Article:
If the advocates for immunization didn't have a strong enough case already, they can now add another arrow to their quiver. It turns out children who contract measles not only suffer a potential life threatening illness, but their immune system takes a whack for up to three years afterwards.

It was well established that measles crippled the immune system following infection, and that the memory cells that recognize pathogens, thereby jump starting the body's immune reaction, were debilitated for a short period. But in a new study published this week in the journal Science, researchers are now finding that the measles-induced "immune amnesia" isn't quite so short lived.

"We already knew that measles attacks immune memory, and that it was immunosuppressive for a short amount of time. But this paper suggests that immune suppression lasts much longer than previously suspected," co-author of the study and assistant professor at Princeton University, Jessica Metcalf says.

The memory cells are part of the adaptive immune system each of us acquires throughout our lifetime. We are constantly exposed to pathogens in our environment, and it's the job of the adaptive system to create a memory file of such threats. That way, when we encounter them in the future, the body is armed and ready. The memory cells recognize the pathogen, alert the immune system to the pathogen's presence, and launch the assault team to destroy the invading organism.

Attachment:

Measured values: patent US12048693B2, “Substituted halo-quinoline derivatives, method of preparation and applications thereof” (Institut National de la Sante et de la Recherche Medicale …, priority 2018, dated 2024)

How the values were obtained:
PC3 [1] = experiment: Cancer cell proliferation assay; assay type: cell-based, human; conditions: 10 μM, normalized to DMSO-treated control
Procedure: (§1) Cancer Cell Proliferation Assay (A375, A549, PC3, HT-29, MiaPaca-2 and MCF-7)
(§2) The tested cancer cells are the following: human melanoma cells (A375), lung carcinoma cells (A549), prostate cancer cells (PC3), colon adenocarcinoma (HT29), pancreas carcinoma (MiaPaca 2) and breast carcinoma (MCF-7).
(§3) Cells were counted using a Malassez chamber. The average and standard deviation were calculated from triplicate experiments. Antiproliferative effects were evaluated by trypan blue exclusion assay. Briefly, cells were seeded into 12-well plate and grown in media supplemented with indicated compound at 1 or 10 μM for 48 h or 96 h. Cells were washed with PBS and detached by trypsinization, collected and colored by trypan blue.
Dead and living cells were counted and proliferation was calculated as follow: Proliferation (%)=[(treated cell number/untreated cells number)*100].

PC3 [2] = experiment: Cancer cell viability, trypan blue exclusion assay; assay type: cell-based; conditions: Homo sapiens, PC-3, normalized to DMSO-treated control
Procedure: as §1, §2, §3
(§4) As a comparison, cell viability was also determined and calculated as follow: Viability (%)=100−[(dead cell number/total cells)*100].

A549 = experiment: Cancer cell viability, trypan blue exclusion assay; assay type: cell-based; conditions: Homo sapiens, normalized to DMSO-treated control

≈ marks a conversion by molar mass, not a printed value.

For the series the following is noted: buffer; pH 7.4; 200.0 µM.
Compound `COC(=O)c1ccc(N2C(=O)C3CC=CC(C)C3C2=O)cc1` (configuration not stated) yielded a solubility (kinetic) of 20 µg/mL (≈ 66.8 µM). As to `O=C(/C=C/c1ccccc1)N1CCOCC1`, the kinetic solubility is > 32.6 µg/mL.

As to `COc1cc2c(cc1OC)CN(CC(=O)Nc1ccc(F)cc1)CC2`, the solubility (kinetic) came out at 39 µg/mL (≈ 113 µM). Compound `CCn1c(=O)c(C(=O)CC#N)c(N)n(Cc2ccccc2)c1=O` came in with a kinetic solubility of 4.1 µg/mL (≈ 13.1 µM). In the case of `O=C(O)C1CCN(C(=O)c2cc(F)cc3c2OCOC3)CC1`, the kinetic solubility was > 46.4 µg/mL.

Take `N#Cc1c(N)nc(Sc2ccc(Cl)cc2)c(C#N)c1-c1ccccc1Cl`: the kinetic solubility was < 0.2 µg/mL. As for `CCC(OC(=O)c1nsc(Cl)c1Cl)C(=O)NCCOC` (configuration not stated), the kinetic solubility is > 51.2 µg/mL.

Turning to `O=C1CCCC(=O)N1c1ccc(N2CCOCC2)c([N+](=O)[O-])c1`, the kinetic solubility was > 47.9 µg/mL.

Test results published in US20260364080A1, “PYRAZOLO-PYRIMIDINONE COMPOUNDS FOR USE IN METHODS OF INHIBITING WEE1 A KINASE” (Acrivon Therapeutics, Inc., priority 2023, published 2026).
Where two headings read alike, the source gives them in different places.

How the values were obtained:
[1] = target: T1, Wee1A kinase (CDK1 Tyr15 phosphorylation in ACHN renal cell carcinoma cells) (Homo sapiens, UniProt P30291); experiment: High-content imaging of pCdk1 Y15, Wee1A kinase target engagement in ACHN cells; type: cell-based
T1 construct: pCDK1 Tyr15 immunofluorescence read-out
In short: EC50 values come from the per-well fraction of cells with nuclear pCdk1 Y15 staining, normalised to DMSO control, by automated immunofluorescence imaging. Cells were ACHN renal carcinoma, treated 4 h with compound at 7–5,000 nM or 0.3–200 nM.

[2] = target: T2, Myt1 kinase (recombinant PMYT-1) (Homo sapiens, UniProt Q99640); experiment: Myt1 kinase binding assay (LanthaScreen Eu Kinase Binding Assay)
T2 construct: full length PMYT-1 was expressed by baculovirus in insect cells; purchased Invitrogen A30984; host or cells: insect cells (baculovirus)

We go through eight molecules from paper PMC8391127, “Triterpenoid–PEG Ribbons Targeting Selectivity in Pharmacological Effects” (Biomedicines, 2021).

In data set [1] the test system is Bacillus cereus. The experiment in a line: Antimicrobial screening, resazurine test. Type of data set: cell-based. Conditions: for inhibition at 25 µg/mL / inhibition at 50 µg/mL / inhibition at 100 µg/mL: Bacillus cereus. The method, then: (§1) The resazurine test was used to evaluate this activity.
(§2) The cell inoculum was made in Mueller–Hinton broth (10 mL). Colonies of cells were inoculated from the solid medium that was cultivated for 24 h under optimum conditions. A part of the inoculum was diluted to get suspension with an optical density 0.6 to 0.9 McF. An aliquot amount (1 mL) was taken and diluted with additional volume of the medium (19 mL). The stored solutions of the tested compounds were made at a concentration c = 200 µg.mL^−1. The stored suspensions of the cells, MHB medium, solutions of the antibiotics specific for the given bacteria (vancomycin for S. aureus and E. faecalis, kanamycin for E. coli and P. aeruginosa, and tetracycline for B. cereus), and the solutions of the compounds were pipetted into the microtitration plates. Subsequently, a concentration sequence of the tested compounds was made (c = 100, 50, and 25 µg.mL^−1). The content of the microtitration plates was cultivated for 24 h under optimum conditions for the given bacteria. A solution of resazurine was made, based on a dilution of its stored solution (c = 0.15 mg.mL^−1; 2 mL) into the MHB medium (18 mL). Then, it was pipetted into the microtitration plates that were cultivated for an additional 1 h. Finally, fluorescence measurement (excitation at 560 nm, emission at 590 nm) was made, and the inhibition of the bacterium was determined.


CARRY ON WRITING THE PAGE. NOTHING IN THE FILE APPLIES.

But measles is a unique pathogen. For starters, it is highly contagious. This pesky virus replicates in the nose or throat of the infected person, so all it takes is a sneeze, a cough, or a simple conversation for the infected droplets to take flight. And once they leave the body, they can hang around on surfaces or remain suspended in the air for several hours. Simply touching an infected surface or breathing infected air allows the virus to gain entry.

And even if the child recovers from the infection, their immune system lags far behind.

According to Metcalf, "In other words, if you get measles, three years down the road, you could die from something that you would not die from had you not been infected with measles."

Metcalf and colleagues examined death record among European children between the ages of 1 and 9, and American children between 1 and 14, in both pre- and post-vaccine eras. What they discovered was a strong correlation between measles contraction and death from other diseases, usually within a 28 month window following infection.  

And what role might vaccinations play in reducing the incidence of death from other pathogens following a measles infection? Lead author Michael Mina, a medical student at Emory University, summed it up.

"Our findings suggest that measles vaccines have benefits that extend beyond just protecting against measles itself."

Food for thought when it comes to vaccinating your child.